It's so much fun being a pedestrian. (To the tune of "My Favorite Things")

Talking on cell phones and ignoring signs written
Keep to the right for this isn’t Great Britain.
Eating your hero and nearly taking some lives
These are the way that the New Yorker Drives.

Talking with two hands on her laps a toy poodle
Don’t try to change her, it’s really quite futile
Clipped the man in the walker, I hope he survives
These are the way that the New Yorker Drives.

Old men with canes making quick daring dashes
It’s their fault that there’s are so many car crashes
Pay no attention, while yelling at wives
These are the way that the New Yorker Drives.

When there’s red lights
And the phone rings
When your coffees cold
You better remember how New Yorkers drive
Your never be, too old

Friday, August 10, 2012

A Day in the Life

The statement was made, that we shouldn’t let our Parkinson’s define us.   I agree in theory, but in reality, it's a difficult concept.

Think about our days, difficulty getting out of bed. Going to the bathroom is tough. In order to effectively brush your teeth you must use an electric toothbrush. If your sinemet hasn't hit, a shower is problematic.

Now after you've partially dried off, get dressed. Underwear is difficult, because you've been having difficult cutting your toenails. Now sit down, cross your legs and try to put your socks on.  It takes a few tries to cross the legs, and if they don’t cramp, five minutes later, the socks are on.

You're ready for breakfast. Mostly bran, because PD has caused constipation.

You're ready to leave from work. Why am I a half an hour late? You no longer drive so you take mass transit. By the time that you get to the bus or train, you're soaking wet.

Chances are there are no seats left on the bus. There is a 20 year old, listening to rap music, wearing a t-shirt that says "Leave me the f*** alone" taking up two seats. Do you dare ask him to move?

If you were lucky enough to get a seat, better start standing one stop early, otherwise you're not getting up in time.

You're at work, your boss calls you in. "Your typing has slowed to a crawl, and you've fallen asleep in meetings. Are you on drugs?"

Rather then tell your boss what the problem is, you struggle all day.

You get home, and your spouse, who is just trying to help, says something, and you snap. You then fall asleep in front of the TV. You are soon awakened by a violent dream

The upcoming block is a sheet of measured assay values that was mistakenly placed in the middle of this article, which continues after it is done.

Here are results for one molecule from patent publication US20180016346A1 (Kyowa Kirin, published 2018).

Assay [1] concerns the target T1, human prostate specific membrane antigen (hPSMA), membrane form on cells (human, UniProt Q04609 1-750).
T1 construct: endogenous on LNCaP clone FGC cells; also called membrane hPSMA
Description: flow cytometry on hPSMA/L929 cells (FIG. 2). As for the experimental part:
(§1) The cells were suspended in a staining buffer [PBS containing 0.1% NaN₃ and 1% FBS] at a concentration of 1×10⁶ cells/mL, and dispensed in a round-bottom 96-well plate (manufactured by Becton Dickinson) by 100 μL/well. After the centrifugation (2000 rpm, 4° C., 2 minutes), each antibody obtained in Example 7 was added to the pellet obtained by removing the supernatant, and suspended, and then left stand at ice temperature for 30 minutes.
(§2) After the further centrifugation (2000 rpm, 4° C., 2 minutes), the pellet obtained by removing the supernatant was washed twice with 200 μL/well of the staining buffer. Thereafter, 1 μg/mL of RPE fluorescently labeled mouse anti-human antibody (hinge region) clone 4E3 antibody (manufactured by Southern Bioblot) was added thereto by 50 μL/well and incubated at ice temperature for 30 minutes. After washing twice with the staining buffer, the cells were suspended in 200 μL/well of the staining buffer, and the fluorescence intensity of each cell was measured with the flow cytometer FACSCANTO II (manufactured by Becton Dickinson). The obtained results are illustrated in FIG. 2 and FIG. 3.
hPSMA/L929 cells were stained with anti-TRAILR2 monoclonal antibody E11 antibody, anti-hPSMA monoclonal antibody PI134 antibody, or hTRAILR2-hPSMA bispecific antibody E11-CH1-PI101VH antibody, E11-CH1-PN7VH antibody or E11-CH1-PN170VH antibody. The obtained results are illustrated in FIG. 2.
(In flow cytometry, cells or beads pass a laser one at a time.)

It shouldn't define us. Put some crazy glue on the seat of your chair and see if that chair hanging from your butt defines you.

Thursday, August 9, 2012

It's a Wonderful Life

My friends say that I was hit by the perfect storm.   In 2006 at the age of 49 I was diagnosed with Parkinson's  Disease.  At that time my 80 year old father was in Mount Sinai Hospital with Heart Disease.   I am an Attorney specializing in Real Estate Law.   Due to the cyclical nature of the business and the sub prime mortgages, the business crashed.

In 2008, I moved my office into my home, which was further away from my clientele.       I was in an inevitable depression.  

During this time, I took up a long abandoned hobby, writing.    I loved it.   My friends, family and some strangers, found my stories, Dr. Seuss and song Parodies, and extremely light poetry funny and poignant.   I gave myself the "nom de plume" "Jello Marx," figuring that that would have been the sixth Marx Brother, and started to write a blog called "Memoirs of a Disgruntled Attorney."

Before he passed I made sure to take the bus into Manhattan (I had stopped driving in the city)  and see my dad every Sunday.   We had always had a special relationship, but this solidified it.  This week in 2008 my father passed away.  

My business was and is doing terrible.   I've managed to keep afloat with the help of wonderful family and friends.

The writings and my Sundays with my dad and the realization that I was wasting my time shook me from the depression.  

I've had a great life.   I wanted to give back, so I applied to the "People with Parkinson's Advisory Counsel" of the Parkinson's Disease foundation.   To my great surprise I was accepted.    Here I have met exciting people.   People with Parkinson's who refuse to be marginalized.  These people are not depressed.  They fight every day.   I leave these meeting with an optimism and energy that I've never had before.

I don't know what the future will hold, but no matter what, I won't complain.

Those Sundays helped me deal with his passing.    I eulogized him.

Saturday, July 14, 2012

July 14, 2012. The Hills are Alive